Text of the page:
Appendix . . . . . . . . . . . . . . . . . . . . . . . . . . . . . . . . . . . . . . . . . . . . . . . . . . . . . .
77
ix
List of Tables
Table
Page
5.1
VMP2 software and parameters setup. . . . . . . . . . . . . . . . . . . . . .
46
5.2
Four statistical components: mean, variance, skewness, and kurtosis of the
ECN in three different solutions. . . . . . . . . . . . . . . . . . . . . . . . .
49
Hurst parameters estimation of electrochemical noises of stainless steel electrode with bacteria in three different artificial saliva via aggregated variance
method. . . . . . . . . . . . . . . . . . . . . . . . . . . . . . . . . . . . . . .
54
5.3
x
List of Figures
Figure
Page
1.1
Study area of Great Salt Lake. . . . . . . . . . . . . . . . . . . . . . . . . .
4
2.1
1/f noise spectrum. . . . . . . . . . . . . . . . . . . . . . . . . . . . . . . .
12
2.2
Rotation concept of Fourier transform. . . . . . . . . . . . . . . . . . . . . .
20
2.3
Fractional Fourier transform of a sine function. . . . . . . . . . . . . . . . .
27
2.4
A sample of symmetric delta function. . . . . . . . . . . . . . . . . . . . . .
27
2.5
Fractional Fourier transform of the symmetric delta function. . . . . . . . .
28
3.1
Wavelet spectrum of the electrochemical noise on scale j. . . . . . . . . . .
34
3.2
FrFT spectrum of the electrochemical noise on scale j. . . . . . . . . . . . .
35
4.1
The variances of Hurst parameter estimations with different orders of FrFT
for white noise. . . . . . . . . . . . . . . . . . . . . . . . . . . . . . . . . . .
36
4.2
White noise through a first order system. . . . . . . . . . . . . . . . . . . .
38
4.3
Autocorrelation of the output of the first order filter. . . . . . . . . . . . . .
38
4.4
FGN by fractional integrator. . . . . . . . . . . . . . . . . . . . . . . . . . .
39
4.5
Autocorrelation of the FGN produced by fractional integrator. . . . . . . .
40
4.6
Comparison of three Hurst parameter estimation methods for FGN produced
by fractional integrator with 100 Hurst parameters from 0.01 to 1.00. . . . .
41
Comparison of three Hurst parameter estimation methods for FGN produced
by symmetric moving average filter with 100 Hurst parameters from 0.01 to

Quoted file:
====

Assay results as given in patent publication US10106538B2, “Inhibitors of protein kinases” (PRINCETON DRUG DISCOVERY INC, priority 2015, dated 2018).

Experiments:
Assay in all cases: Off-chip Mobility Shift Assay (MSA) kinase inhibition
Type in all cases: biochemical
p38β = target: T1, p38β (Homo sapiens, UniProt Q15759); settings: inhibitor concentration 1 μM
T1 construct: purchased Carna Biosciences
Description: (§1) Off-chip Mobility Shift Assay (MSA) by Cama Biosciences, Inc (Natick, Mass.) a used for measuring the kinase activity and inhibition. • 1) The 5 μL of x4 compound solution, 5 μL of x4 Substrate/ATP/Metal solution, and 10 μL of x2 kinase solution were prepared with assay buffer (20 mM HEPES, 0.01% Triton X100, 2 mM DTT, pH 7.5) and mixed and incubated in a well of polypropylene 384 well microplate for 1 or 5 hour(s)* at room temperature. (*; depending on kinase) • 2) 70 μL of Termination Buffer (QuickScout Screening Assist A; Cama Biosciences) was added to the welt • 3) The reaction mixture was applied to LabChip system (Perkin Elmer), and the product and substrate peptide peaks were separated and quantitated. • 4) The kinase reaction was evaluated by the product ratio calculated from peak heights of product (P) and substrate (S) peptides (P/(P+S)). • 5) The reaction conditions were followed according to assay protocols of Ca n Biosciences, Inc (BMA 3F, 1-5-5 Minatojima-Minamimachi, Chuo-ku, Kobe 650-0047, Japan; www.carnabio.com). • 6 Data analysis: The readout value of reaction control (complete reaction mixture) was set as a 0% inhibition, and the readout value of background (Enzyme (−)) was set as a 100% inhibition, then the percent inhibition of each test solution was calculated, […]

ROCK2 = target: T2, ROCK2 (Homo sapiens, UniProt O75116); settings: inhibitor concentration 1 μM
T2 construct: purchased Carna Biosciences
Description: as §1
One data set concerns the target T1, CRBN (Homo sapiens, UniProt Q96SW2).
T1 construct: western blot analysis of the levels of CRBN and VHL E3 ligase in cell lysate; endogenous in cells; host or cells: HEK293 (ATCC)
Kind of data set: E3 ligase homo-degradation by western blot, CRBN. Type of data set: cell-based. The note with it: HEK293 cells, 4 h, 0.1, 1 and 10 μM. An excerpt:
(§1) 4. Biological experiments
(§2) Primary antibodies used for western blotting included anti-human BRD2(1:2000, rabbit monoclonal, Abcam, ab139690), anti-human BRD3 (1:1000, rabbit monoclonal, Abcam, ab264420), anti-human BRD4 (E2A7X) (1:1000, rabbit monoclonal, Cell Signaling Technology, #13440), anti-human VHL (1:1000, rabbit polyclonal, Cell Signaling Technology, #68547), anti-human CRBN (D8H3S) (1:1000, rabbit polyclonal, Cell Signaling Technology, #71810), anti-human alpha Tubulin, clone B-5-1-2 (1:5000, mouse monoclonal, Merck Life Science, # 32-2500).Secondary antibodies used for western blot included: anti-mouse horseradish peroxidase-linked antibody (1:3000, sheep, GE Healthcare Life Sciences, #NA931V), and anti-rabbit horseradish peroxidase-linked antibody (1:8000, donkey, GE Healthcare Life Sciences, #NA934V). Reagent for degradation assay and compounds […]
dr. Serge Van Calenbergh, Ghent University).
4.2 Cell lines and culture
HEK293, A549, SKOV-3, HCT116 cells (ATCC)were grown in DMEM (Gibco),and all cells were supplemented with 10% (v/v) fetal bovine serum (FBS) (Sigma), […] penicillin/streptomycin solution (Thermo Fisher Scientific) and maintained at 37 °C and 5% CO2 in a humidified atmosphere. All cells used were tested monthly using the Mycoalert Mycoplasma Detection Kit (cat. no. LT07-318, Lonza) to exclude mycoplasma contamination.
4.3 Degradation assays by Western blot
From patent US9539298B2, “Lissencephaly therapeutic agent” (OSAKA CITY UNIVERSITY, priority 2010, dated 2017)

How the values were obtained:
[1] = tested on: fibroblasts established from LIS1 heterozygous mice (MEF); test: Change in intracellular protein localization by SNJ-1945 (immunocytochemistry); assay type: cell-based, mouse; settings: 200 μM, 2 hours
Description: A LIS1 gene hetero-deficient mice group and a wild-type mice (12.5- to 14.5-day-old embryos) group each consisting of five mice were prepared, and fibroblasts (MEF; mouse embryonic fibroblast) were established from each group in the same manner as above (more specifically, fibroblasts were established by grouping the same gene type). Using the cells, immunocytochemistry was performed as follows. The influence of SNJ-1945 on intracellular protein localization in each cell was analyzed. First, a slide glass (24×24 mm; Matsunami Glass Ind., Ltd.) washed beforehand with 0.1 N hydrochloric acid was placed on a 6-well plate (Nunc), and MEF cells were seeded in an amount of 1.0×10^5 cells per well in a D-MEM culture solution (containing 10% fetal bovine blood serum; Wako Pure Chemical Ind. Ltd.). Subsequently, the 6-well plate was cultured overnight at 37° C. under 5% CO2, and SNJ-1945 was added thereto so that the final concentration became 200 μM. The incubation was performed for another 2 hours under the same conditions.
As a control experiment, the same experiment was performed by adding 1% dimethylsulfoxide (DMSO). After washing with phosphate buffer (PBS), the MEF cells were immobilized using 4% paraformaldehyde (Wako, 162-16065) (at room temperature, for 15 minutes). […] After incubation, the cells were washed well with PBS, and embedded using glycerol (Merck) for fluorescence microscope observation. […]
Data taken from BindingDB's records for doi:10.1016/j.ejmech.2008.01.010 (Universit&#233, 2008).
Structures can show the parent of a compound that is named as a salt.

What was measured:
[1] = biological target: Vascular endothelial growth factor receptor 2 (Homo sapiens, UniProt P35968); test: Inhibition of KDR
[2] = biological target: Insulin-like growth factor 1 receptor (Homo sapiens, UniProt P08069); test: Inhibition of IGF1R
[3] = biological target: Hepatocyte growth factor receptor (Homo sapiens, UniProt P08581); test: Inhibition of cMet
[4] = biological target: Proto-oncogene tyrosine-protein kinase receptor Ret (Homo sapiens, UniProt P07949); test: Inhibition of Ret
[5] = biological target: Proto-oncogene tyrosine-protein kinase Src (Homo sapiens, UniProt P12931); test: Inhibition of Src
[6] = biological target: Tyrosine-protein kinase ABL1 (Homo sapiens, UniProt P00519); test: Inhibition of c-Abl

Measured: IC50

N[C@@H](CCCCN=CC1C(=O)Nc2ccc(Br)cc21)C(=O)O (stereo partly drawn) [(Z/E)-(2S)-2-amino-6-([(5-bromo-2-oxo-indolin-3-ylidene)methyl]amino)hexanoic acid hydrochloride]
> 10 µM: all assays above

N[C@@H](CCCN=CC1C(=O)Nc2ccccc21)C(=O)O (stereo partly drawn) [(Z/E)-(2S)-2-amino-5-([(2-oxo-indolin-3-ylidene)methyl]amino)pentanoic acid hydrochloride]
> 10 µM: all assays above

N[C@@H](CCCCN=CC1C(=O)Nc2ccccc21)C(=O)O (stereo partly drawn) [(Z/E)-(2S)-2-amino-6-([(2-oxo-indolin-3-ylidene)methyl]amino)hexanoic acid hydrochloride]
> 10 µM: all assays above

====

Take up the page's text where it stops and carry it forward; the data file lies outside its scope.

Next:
1.00. . . . . . . . . . . . . . . . . . . . . . . . . . . . . . . . . . . . . . . . .
42
An example of electrochemical noise measurement. ECN data is obtained
from Prof. A. Zhou’s lab with permission. . . . . . . . . . . . . . . . . . . .
45
5.2
Schematic plot of bioelectrochemical experiment for ECN test. . . . . . . .
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5.3
Bioelectrochemical experiment equipment for ECN test. The picture is taken
from Prof. A. Zhou’s lab with permission. . . . . . . . . . . . . . . . . . . .
47
4.7
5.1
xi
5.4
Power spectrum density estimate of potential noises in three artificial saliva
via Welch. . . . . . . . . . . . . . . . . . . . . . . . . . . . . . . . . . . . . .
50
Power spectrum density estimate of potential noises in three artificial saliva
via FrFT. . . . . . . . . . . . . . . . . . . . . . . . . . . . . . . . . . . . . .
50
The spectrum of potential noises of a stainless steel electrode in three artificial
saliva calculated by FrFT. The fractional order a varies from 0.1 to 0.8. . .
51
The variances of Hurst parameter estimations with different orders of FrFT
for biocorrosion noise. . . . . . . . . . . . . . . . . . . . . . . . . . . . . . .
52
Local estimations of Hurst parameter by FrFT estimator. Applied to biocorrosion potential noise of stainless steel electrode in Jenkin’s Solution for 24
hours. . . . . . . . . . . . . . . . . . . . . . . . . . . . . . . . . . . . . . . .
53
With modified starting scale j1 =7, local estimations of Hurst parameter by
FrFT estimator. Applied to biocorrosion potential noise of stainless steel
electrode in Jenkin’s Solution for 24 hours. . . . . . . . . . . . . . . . . . .
54
5.10 Local estimations of Hurst parameter by wavelet estimator. Applied to biocorrosion potential noise of stainless steel electrode in Jenkin’s Solution for